Scarlett Johansson said she "believes" and "loves" Woody Allen, and Twitter is not happy
In a new interview with The Hollywood Reporter, Scarlett Johansson opened up about her relationship with director Woody Allen, who was first accused of sexually abusing his adopted daughter, Dylan Farrow, in 1992.
In the wake of the #MeToo movement in 2017, the allegations against Allen resurfaced, and many famous actors said they wouldn’t work with Allen again. Several women, including Ellen Page, Greta Gerwig, Rachel Brosnahan, and Rebecca Hall, expressed regret for having worked with him at all, along with a few men, including Colin Firth, Timothée Chalamet, David Krumholtz, and Griffin Newman.
But in the September 4th interview, Johansson, who has worked with Allen three times—in 2005’s Match Point, 2006’s Scoop, and 2008’s Vicky Cristina Barcelona—defended Allen, saying she “would work with him anytime.”
She added, “I see Woody whenever I can, and I have had a lot of conversations with him about it. I have been very direct with him, and he’s very direct with me. He maintains his innocence, and I believe him.”
Of course, this sentiment is directly at odds with Johansson’s involvement with Time’s Up and the Women’s March, two movements designed to aid visibility for women and victims of assault and harassment.
When asked about that dichotomy, Johansson said, “It’s hard because it’s a time where people are very fired up, and understandably. Things needed to be stirred up, and so people have a lot of passion and a lot of strong feelings and are angry, and rightfully so. It’s an intense time.”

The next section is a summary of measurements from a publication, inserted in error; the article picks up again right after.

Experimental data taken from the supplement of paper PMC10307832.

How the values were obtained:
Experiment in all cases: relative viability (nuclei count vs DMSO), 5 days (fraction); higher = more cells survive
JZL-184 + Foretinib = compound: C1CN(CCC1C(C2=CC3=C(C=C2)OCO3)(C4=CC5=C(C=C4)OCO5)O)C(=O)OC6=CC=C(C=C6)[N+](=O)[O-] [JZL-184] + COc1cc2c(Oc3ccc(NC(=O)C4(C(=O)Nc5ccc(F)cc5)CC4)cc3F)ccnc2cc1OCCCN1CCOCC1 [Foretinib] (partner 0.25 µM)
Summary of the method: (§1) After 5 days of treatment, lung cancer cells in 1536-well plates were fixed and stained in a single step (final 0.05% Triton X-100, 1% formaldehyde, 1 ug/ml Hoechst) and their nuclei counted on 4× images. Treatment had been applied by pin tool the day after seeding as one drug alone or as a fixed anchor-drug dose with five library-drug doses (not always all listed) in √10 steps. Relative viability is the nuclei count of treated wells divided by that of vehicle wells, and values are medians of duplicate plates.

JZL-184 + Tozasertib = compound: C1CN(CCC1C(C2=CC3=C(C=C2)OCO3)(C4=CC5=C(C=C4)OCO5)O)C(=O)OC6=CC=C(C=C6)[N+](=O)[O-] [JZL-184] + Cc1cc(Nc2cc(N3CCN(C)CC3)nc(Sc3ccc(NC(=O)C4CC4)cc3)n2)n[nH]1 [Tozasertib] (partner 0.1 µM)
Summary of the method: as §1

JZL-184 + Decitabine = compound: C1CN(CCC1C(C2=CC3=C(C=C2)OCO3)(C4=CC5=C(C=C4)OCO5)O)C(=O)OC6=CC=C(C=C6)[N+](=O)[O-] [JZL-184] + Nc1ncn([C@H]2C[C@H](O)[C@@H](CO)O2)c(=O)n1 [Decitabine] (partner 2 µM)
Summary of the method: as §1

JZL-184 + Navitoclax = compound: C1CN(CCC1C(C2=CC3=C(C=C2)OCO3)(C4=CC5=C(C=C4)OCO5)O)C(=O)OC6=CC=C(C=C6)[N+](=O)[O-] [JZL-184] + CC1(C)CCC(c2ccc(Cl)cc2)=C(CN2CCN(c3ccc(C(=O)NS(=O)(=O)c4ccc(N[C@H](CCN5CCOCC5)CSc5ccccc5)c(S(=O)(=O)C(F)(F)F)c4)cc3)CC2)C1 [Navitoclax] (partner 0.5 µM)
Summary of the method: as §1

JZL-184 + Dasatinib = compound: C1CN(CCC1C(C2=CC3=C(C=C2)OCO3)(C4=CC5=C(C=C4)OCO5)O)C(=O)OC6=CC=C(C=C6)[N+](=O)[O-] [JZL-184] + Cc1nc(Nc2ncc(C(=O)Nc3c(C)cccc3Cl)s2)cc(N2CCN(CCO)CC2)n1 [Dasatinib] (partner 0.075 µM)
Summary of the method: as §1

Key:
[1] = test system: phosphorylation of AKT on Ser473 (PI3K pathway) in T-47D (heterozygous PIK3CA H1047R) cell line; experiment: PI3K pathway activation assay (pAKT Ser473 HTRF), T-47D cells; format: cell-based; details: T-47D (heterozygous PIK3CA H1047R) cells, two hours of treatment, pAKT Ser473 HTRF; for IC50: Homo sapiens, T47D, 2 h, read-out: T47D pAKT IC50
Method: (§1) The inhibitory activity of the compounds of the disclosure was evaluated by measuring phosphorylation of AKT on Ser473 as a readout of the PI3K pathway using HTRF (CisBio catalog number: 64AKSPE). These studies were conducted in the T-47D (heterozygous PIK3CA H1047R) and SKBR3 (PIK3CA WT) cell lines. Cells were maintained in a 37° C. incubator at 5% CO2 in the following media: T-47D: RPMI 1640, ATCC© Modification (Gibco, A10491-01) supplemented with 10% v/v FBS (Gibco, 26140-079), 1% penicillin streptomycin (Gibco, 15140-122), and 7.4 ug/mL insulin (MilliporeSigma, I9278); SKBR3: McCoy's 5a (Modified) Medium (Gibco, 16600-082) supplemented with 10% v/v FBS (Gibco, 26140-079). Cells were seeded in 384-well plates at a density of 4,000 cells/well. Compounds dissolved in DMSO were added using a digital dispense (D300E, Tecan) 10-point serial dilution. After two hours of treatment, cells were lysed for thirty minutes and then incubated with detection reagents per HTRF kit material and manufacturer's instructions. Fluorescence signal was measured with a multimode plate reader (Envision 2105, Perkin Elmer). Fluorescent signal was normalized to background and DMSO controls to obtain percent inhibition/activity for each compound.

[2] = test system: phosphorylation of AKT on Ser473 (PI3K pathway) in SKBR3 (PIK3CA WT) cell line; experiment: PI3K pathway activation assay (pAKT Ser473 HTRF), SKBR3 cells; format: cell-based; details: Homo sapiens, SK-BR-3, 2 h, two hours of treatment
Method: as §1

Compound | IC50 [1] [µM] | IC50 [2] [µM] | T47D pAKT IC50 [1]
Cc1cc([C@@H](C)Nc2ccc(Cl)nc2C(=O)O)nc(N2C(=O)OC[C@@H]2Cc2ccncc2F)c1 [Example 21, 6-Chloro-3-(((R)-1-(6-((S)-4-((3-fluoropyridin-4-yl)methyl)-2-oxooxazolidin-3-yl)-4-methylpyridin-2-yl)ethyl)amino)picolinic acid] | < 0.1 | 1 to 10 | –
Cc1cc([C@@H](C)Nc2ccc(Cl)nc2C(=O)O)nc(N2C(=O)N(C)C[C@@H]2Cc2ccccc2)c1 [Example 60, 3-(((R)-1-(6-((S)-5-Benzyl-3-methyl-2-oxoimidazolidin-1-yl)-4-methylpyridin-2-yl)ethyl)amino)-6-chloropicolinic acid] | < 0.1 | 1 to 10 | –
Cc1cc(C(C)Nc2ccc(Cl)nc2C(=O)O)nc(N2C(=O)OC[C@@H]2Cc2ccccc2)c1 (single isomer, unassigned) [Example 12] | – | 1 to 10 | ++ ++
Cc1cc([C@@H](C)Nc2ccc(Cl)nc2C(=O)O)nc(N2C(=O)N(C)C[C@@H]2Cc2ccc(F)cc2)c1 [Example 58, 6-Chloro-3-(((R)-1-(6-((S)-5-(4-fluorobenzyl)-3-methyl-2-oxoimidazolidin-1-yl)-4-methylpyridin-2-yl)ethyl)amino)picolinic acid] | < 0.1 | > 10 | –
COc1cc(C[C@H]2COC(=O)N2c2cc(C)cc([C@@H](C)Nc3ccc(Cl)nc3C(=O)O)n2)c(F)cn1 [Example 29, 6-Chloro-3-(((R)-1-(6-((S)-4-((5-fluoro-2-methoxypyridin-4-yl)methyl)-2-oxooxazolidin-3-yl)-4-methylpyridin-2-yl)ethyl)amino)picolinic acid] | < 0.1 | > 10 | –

At the 2018 Women’s March, Johansson directly called out James Franco, who had worn a Time’s Up pin to the Golden Globes just days before being accused of sexual misconduct by five women. In her speech, she said of Franco, “How could a person publicly stand by an organization that helps to provide support for victims of sexual assault while privately preying on people who have no power? I want my pin back, by the way.”
Unsurprisingly, social media users were displeased with Johansson’s comments in THR, and took to Twitter to share their thoughts about her stance.
Some called into question her recent controversial comments about “political correctness” in casting in Hollywood, expressing that she “should be allowed to play any person, or any tree, or any animal.”
Farrow herself addressed the comments, noting that the Black Widow star “has a long way to go in understanding the issue she claims to champion.”
We’re genuinely disappointed to hear Johansson take this stance in regards to Allen, and we hope she reconsiders working with him in the future. We support and believe all victims of abuse, including Farrow, and commend them for speaking out against their abusers.